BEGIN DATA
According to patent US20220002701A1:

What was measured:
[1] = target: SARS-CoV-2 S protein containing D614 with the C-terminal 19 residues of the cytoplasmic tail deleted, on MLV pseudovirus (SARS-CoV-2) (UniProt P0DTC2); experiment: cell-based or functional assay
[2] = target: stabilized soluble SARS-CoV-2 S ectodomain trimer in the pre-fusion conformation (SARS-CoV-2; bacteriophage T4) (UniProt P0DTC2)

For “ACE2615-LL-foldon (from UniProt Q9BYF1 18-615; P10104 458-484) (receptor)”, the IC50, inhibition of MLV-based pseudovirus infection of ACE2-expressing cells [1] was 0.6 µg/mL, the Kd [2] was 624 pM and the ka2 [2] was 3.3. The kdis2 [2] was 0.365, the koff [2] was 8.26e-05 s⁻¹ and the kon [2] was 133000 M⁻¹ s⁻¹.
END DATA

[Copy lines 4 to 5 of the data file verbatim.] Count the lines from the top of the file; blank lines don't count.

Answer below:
[2] = target: stabilized soluble SARS-CoV-2 S ectodomain trimer in the pre-fusion conformation (SARS-CoV-2; bacteriophage T4) (UniProt P0DTC2)

For “ACE2615-LL-foldon (from UniProt Q9BYF1 18-615; P10104 458-484) (receptor)”, the IC50, inhibition of MLV-based pseudovirus infection of ACE2-expressing cells [1] was 0.6 µg/mL, the Kd [2] was 624 pM and the ka2 [2] was 3.3. The kdis2 [2] was 0.365, the koff [2] was 8.26e-05 s⁻¹ and the kon [2] was 133000 M⁻¹ s⁻¹.